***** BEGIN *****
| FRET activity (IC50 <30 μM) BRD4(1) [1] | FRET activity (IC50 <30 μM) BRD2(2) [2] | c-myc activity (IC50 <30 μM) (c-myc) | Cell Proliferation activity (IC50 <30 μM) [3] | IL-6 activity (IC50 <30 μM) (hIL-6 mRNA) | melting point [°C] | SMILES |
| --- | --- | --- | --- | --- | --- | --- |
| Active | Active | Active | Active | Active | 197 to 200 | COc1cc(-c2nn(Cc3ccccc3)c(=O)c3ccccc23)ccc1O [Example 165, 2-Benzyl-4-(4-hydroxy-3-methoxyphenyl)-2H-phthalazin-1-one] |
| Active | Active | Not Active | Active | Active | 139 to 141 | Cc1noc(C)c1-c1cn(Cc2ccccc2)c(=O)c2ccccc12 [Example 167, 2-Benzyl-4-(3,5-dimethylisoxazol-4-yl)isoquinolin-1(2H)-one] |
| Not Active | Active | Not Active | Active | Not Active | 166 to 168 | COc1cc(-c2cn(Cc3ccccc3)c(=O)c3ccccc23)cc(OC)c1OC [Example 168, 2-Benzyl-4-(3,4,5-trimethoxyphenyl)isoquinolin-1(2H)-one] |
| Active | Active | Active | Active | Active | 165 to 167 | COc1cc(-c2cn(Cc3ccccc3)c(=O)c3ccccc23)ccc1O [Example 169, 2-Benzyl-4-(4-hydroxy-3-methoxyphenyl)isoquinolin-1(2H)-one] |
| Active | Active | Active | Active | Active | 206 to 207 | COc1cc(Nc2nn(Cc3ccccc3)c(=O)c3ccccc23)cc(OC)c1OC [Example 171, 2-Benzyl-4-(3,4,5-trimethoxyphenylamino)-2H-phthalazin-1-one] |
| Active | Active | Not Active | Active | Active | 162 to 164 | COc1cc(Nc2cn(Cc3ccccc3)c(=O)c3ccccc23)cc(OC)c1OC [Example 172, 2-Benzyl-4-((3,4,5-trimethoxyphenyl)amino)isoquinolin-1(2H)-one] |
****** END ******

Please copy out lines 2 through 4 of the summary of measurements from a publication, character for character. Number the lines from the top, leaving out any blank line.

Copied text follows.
| --- | --- | --- | --- | --- | --- | --- |
| Active | Active | Active | Active | Active | 197 to 200 | COc1cc(-c2nn(Cc3ccccc3)c(=O)c3ccccc23)ccc1O [Example 165, 2-Benzyl-4-(4-hydroxy-3-methoxyphenyl)-2H-phthalazin-1-one] |
| Active | Active | Not Active | Active | Active | 139 to 141 | Cc1noc(C)c1-c1cn(Cc2ccccc2)c(=O)c2ccccc12 [Example 167, 2-Benzyl-4-(3,5-dimethylisoxazol-4-yl)isoquinolin-1(2H)-one] |